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What Grows Here?: Locations    by Jim Hole order for
What Grows Here?
by Jim Hole
Order:  USA  Can
Lone Pine, 2004 (2004)
* *   Reviewed by Hilary Williamson

I've been looking at a lot of gardening books lately, while planting perennials in a smallish courtyard garden, and have found most lacking in either information, organization or in illustrations. What Grows Here? Volume 1: Locations is the first in a series of guides intended to address the title question, and it meets that objective well.

My first impression was one of delight at the over 400 color photographs - so important when choosing what to plant. The author, a 'professional grower' advises us to ask 'What conditions limit my choices?' as well as 'What grows here?' He also recommends knowing what sort of a gardener you are (do you want low-maintenance or is gardening a big part of your lifestyle?), being flexible and responding to change. He tells us that 'the key to successful gardening is putting the right plant in the right place' and that success involves 'one-tenth inspiration, four-tenths perspiration and five-tenths preparation.'

An Introduction covers the top ten considerations for deciding what to plant in a particular spot: soil composition and pH, light, moisture, zones (check ratings but also consider 'microclimates'), wind exposure, elevation, available space, area use, and evolution. A section on basic techniques explains how to get new plants off to a good start. The majority of the guide (11 chapters) covers common landscaping challenges and recommendations for those situations ... 'Around the House' (downspouts, foundations, windows etc.); 'Getting There' (paths and patios); 'Nasty Necessities' (garages and utilities); 'A Private Paradise' (screens); 'Marking Your Territory' (hedges and fences); 'On the Small and Narrow'; 'Wide-open Spaces'; 'Specifically Speaking' (e.g., slopes or shady areas); 'Art in the Garden'; 'Sharing the Garden' (with neighbours, kids, wildlife); and 'A Little Architecture'.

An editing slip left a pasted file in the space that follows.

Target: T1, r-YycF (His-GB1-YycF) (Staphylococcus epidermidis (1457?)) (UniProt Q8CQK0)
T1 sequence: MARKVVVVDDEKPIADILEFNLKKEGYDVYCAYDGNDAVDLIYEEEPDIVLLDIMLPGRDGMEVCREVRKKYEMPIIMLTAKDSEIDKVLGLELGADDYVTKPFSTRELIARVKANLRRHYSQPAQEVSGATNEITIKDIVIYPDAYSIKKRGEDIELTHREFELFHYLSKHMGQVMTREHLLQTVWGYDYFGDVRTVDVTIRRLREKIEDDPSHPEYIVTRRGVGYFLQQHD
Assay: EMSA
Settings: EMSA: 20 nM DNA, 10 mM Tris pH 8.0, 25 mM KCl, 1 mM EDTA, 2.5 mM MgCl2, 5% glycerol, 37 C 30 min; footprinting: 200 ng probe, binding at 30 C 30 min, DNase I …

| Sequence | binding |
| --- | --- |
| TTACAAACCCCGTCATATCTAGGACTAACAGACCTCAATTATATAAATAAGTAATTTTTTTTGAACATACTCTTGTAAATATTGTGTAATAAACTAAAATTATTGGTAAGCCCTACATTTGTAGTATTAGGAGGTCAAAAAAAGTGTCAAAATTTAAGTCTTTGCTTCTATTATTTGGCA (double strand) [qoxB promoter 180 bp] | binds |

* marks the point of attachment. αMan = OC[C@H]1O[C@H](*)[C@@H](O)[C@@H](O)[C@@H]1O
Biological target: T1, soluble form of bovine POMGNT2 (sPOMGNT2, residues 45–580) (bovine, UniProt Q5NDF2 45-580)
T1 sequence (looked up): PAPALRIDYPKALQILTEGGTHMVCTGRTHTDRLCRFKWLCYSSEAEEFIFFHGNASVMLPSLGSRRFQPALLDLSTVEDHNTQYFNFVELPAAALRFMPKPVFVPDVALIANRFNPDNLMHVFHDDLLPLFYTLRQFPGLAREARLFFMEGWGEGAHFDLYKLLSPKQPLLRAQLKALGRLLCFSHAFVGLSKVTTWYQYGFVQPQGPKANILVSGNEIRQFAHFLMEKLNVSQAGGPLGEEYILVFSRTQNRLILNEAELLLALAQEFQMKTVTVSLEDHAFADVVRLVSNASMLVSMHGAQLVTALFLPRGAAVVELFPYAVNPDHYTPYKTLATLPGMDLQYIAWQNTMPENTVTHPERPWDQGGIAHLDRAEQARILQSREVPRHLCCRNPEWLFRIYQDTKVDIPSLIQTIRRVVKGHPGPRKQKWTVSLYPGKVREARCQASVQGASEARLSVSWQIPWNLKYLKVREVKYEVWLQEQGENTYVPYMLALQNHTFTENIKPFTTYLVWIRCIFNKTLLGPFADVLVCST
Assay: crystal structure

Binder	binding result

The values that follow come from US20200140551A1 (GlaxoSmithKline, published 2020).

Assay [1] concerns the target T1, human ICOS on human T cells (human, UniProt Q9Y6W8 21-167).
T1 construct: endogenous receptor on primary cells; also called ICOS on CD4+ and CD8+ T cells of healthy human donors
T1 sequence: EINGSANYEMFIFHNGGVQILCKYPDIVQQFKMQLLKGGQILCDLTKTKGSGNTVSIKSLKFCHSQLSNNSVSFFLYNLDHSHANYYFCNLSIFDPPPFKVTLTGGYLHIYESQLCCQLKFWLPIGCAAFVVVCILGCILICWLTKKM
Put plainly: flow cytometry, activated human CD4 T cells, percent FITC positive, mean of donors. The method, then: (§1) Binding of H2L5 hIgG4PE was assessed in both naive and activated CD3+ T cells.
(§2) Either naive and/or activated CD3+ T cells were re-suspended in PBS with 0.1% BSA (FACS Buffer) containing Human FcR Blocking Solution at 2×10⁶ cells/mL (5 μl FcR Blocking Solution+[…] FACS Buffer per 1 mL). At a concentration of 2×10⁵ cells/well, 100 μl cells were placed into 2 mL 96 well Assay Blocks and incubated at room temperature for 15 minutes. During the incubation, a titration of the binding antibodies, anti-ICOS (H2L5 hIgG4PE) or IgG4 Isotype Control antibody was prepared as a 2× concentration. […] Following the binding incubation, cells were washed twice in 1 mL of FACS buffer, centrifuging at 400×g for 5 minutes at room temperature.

These chapters explain the challenges of each area, and then address a set of specific related questions (highlit via color and font for easy reference) - e.g. what to plant in a sunny area that's kept moist by downspouts, how to screen from a school field, what to do in a 'No Plant's Land', how to complement a boulder with greenery, or to soften the look of a play structure. Specific plants are recommended, with color pictures that make it easy to make a choice. Detail is provided on blooming seasons, height and width, weather tolerances, and sun and soil preferences (though I would have also found zone ranges useful for individual plants). I recognized many pictures and names of what I have planted recently or in the past, and was inspired with useful ideas for tricky spots, and for a planned rock garden.

What Grows Here? Volume 1: Locations is an excellent and practical reference for small or large scale landscaping, and I expect to make good use of it this summer.

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